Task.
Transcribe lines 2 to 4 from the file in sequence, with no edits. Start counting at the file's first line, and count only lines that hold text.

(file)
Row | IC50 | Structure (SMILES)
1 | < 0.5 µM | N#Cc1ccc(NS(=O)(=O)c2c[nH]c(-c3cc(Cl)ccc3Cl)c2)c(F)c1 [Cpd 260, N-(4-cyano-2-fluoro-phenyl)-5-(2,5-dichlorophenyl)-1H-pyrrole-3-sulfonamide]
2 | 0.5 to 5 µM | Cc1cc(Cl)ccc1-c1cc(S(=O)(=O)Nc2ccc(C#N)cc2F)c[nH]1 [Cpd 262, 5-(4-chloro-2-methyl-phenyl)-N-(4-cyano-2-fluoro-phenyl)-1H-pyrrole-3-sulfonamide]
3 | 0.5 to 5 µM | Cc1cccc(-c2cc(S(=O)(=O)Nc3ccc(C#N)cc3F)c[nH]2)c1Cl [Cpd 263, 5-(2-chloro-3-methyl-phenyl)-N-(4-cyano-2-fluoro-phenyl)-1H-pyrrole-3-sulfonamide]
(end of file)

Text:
1 | < 0.5 µM | N#Cc1ccc(NS(=O)(=O)c2c[nH]c(-c3cc(Cl)ccc3Cl)c2)c(F)c1 [Cpd 260, N-(4-cyano-2-fluoro-phenyl)-5-(2,5-dichlorophenyl)-1H-pyrrole-3-sulfonamide]
2 | 0.5 to 5 µM | Cc1cc(Cl)ccc1-c1cc(S(=O)(=O)Nc2ccc(C#N)cc2F)c[nH]1 [Cpd 262, 5-(4-chloro-2-methyl-phenyl)-N-(4-cyano-2-fluoro-phenyl)-1H-pyrrole-3-sulfonamide]
3 | 0.5 to 5 µM | Cc1cccc(-c2cc(S(=O)(=O)Nc3ccc(C#N)cc3F)c[nH]2)c1Cl [Cpd 263, 5-(2-chloro-3-methyl-phenyl)-N-(4-cyano-2-fluoro-phenyl)-1H-pyrrole-3-sulfonamide]